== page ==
• northumbrianlight · April 24, 2017

      I have been wanting to repeat that poem for a long time – nothing like that now although as one of the locals pointed out, he was right about the trains 😉
      The heavily processed images disguise a dull day but, as I look out over Scapa Flow this evening, the sun is shining brightly and there is much blue sky. With snow on the hills, it is all looking glorious. It should reach Prague any day now 😀

  6. restlessjo · April 24, 2017

    Oh, bless! The poem is spot on, Robin. My preferred snow is the pink blossom kind. 🙂 🙂

    • northumbrianlight · April 24, 2017

      Glad you enjoyed the poem Jo – it’s a gem. Get your winter woollies out – the snow is heading in your direction 😀

  7. sustainabilitea · April 24, 2017

    I also enjoyed the poem, Robin, as well as your gorgeous shots! Spring has finally arrived in the NE Illinois and we’re enjoying it greatly. But in the way of spring, the low-seventies (F, of course) will be mid-fifties in a few days with the possibility of rain in the forecast quite a few days. Ahh, well, I just have to enjoy the good weather while it’s here…and we’re not expecting any snow. 😉


    • northumbrianlight · April 25, 2017

      Thanks for the generous comments Janet. The mid-fifties sounds good to me – oh to be in Illinois now that Spring is here 😉 It has stopped snowing but now we are now blessed with a gale 😉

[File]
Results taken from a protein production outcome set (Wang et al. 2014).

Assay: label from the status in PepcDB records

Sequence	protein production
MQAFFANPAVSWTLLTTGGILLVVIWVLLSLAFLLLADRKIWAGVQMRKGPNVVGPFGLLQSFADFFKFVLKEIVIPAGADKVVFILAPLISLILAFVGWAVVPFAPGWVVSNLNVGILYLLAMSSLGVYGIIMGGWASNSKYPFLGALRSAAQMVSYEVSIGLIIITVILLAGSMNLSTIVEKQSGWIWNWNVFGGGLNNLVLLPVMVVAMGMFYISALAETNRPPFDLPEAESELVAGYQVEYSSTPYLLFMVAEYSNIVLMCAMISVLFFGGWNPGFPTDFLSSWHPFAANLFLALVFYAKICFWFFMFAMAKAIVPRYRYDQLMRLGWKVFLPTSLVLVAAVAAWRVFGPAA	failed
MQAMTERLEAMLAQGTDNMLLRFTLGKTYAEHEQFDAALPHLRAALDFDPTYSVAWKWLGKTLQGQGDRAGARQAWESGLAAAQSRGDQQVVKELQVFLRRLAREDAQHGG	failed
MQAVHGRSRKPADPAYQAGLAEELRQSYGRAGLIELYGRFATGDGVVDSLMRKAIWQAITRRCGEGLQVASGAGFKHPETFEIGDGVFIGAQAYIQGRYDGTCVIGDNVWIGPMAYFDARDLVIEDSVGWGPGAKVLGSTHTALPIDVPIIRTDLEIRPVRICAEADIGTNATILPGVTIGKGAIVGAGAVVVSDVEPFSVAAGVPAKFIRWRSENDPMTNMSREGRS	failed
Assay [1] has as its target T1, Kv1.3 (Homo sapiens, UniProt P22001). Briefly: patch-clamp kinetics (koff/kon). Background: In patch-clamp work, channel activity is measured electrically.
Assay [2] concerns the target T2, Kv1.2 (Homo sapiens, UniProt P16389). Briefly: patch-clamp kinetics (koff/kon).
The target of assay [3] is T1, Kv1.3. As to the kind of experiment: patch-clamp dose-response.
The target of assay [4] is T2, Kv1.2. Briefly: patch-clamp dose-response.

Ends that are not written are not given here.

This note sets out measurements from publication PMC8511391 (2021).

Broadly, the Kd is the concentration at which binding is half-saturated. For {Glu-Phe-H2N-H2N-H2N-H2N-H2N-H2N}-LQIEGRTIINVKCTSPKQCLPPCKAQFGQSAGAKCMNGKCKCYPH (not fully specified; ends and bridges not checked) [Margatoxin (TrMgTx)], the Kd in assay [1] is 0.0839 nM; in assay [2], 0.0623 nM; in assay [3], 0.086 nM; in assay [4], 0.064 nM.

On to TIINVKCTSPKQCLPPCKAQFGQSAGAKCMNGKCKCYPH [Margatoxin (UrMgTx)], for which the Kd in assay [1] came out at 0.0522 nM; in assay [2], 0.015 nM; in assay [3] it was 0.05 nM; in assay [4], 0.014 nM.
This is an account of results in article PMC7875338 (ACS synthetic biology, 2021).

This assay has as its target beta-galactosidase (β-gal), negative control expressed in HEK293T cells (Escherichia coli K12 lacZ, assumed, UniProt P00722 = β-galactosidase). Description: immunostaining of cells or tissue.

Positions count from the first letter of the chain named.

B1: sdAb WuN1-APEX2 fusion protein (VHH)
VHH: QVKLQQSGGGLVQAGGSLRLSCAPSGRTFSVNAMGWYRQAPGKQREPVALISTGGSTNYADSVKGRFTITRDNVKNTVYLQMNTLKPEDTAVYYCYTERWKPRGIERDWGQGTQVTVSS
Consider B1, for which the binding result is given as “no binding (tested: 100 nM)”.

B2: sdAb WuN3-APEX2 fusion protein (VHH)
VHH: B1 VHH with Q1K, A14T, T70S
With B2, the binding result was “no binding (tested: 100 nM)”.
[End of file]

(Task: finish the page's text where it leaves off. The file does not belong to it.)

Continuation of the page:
8. Sue · April 25, 2017

    Enjoyed your images, Robin….looks a great place….And that poem is a hoot!

    • northumbrianlight · April 27, 2017

      Many thanks Sue – I love that poem. We went to the Scapa Flow museum at Lyness today – fascinating place with lots of documentation and photos about the world wars ad their impact on Orkney but, no mention of the poem 😉

      • Sue · April 27, 2017


  9. meticulousmick · April 27, 2017

    Lovely post Robin, I particularly like the snowy wall image and the B/W farm image. Really enjoyed my trip….MM🍀

    • northumbrianlight · April 27, 2017

      Many thanks John – it is a fantastic place, quite different from the northwest but I am sure you would love it.

  10. Agness of Fit Travelling · May 26, 2017

    The poem is wonderful! I love the stunning photos!

    • northumbrianlight · June 3, 2017

      Many thanks for your generous comments and thanks for visiting – I agree, the poem is wonderful. Although not a fair reflection of Orkney today, I suspect it was accurate at the time 🙂